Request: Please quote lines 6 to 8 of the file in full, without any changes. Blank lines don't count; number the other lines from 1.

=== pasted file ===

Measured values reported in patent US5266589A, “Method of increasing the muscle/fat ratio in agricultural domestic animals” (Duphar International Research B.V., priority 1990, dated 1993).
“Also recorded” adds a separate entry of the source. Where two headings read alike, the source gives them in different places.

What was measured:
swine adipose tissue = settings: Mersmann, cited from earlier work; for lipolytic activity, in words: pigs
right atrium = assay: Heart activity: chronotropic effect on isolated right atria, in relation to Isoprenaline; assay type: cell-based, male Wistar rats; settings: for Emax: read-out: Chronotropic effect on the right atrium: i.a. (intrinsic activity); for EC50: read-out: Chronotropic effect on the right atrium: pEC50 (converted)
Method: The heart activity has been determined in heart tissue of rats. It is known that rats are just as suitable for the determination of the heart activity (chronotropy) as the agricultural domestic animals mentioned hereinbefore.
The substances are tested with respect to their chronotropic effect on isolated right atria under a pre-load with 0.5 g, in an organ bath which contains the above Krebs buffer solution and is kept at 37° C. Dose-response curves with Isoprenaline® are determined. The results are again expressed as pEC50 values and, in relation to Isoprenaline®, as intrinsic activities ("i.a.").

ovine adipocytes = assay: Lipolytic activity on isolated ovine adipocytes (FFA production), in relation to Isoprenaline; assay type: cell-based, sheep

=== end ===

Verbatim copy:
Method: The heart activity has been determined in heart tissue of rats. It is known that rats are just as suitable for the determination of the heart activity (chronotropy) as the agricultural domestic animals mentioned hereinbefore.
The substances are tested with respect to their chronotropic effect on isolated right atria under a pre-load with 0.5 g, in an organ bath which contains the above Krebs buffer solution and is kept at 37° C. Dose-response curves with Isoprenaline® are determined. The results are again expressed as pEC50 values and, in relation to Isoprenaline®, as intrinsic activities ("i.a.").

ovine adipocytes = assay: Lipolytic activity on isolated ovine adipocytes (FFA production), in relation to Isoprenaline; assay type: cell-based, sheep